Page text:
The Michigan Daily - Wednesday, November 23, 2005 - 7
Continued from page 1A
cial counsel to the provost, said the
quality of environmental research at
the University will be improved by a
new Web portal sponsored by GESI.
It lists all the relevant research being
done at the University.
But more importantly, GESI will
facilitate contributions from the vari-
ous schools toward the advancement
of environmental research into practi-
An ongoing Engineering research
project attempting to create an
improved type of cement is one exam-
ple of a task that could be .aided by
interdisciplinary research, Bierbaum
said. The cement, strengthened by
fibers, is less likely to crack or erode
than normal cement. But the substance
has implications that other schools at
the University need to investigate in
order for it to reach the ground.
"The School of Business could deal
in marketing the cement to construc-
tion companies, the School of Archi-
tecture and Urban Design could design
the uses for the new cement and the
School of Natural Resources and the
Environment could discern how much
waste and pollution is prevented by the
new cement," Bierbaum said. "Then,
the School of Public Health could ana-
lyze statistics to determine how that
decrease in waste and pollution affects
the health of the people living nearby."
The University's close proximity to
the automobile, pharmaceutical and
chemical industries make corporate-
sponsored research a distinct possibil-
ity, Hanlon said. Bierbaum said some
researchers at the University are cur-
rently working on developing hybrid
vehicles and hydrogen fuel cells, both
crucial to the future of the auto indus-
try as worldwide petroleum reserves
"The institute will be an entry
point for companies or federal agen-
cies that need expert assistance,"
Hanlon said. "Let's say a company
wants to make a new product but
wants to make it fuel efficient and
design it so all the parts can be dis-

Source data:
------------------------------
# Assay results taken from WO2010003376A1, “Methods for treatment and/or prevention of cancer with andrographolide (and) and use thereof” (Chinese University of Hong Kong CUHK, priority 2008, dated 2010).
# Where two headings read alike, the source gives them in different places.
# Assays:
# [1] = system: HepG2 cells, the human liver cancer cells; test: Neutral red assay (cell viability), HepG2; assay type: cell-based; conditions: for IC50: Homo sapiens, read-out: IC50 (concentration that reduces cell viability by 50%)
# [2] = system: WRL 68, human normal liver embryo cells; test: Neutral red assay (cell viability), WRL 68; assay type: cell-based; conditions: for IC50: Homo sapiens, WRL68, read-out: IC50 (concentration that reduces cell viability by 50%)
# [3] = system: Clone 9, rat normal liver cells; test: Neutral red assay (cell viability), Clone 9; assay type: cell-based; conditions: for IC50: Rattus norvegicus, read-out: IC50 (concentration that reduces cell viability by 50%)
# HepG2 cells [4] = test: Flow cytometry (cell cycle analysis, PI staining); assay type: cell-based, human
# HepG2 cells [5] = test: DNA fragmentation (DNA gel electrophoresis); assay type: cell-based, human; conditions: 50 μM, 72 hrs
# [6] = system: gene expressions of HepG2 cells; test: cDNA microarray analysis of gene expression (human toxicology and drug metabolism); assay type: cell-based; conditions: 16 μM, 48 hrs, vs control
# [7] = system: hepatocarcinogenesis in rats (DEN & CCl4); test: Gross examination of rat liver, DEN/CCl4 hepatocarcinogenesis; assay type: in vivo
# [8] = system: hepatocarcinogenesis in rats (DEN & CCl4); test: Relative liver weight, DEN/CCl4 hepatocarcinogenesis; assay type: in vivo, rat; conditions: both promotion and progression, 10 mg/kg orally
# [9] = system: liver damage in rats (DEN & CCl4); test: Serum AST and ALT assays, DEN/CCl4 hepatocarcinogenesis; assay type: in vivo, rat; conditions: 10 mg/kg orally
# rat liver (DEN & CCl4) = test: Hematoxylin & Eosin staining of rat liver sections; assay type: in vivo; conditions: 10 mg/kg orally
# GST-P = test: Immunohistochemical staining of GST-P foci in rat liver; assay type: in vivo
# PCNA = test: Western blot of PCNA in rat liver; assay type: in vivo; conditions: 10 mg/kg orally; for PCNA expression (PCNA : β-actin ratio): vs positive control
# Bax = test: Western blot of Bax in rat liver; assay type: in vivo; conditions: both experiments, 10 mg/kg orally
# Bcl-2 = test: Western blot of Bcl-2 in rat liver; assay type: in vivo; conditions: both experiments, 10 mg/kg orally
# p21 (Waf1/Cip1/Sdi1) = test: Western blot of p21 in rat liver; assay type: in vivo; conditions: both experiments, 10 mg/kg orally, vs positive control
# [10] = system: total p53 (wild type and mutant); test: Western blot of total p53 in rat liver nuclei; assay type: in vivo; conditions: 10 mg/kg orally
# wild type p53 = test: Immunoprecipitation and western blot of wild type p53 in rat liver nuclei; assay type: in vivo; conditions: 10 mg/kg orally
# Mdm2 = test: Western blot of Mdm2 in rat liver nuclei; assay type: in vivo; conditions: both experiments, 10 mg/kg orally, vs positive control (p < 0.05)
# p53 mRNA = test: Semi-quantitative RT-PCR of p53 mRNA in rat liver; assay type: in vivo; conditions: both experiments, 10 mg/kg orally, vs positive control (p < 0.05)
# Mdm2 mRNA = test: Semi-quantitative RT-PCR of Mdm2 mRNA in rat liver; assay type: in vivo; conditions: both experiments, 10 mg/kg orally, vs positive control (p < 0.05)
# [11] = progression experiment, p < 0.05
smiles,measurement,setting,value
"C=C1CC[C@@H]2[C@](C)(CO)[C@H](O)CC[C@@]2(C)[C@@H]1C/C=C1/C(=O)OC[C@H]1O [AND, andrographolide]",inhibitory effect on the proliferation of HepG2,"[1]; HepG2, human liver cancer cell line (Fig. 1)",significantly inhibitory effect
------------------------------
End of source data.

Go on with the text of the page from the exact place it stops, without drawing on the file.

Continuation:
posed of. They want to know, 'Does
the University have experts that could
help me with this?' The institute will
have that information."
Engineering alum Don Graham,
who is an industrial magnate and con-
tributed half of GESI's $10.5-million
budget, approached the University
three years ago with the idea to create
an institute to encourage cooperative
research in the field of environmen-
tal sustainability. Graham's dedica-'
tion to the field stems from the work
of his father, a former professor in
the University's School of Forestry,
the SNRE's predecessor. Sam Gra-
ham researched the consequences of
DDT, a type of pesticide, and falling
water tables before these dangers were
widely understood. The younger Gra-
ham pioneered the technology behind
the recycling of plastics with his Gra-
ham Engineering Company.
Kohrs, the special counsel to the
provost, spent more than a year creat-
ing an inventory of all the University's
research and courses in environmental
sustainability. University units that will
be involved with the institute include
the SNRE, the schools of Engineering,
Public Health, Business, Architecture
and Urban Planning, Public Policy and
the College of Literature, Science and
the Arts. The institute will be housed
in the Dana Building, interim Provost
Edward Gramlich said.
Gramlich and the deans of the
participating schools have begun the
search for the institute's director and
staff, both of which they hope to have.
in place by fall 2006.
"It's ambitious, but we're going to
try," Hanlon said.
Continued from page 1A
Khajuria, one of the residents cleared to move in, saw no immedi-
ate damage to her belongings, but was told that smoke damage could
take a few weeks to show up. Paron said renters' insurance will likely
cover the damages to property, but added that the parent's homeown-
ers insurance of the students living in the apartment sometimes pro-
University spokeswoman Kelly Cunningham said eight stu-
dents were unable to return to the apartment and are receiving aid
from the University. The University has offered these students tem-
porary housing on North Campus, but Sue Eklund, dean of students,
said some people are not accepting it. The housing arrangements are
in furnished apartments with two people to a unit.
Free housing will be offered for two weeks for the affected stu-
dents. After that period, the students must apply for University hous-
ing or try to pursue off-campus options, she added.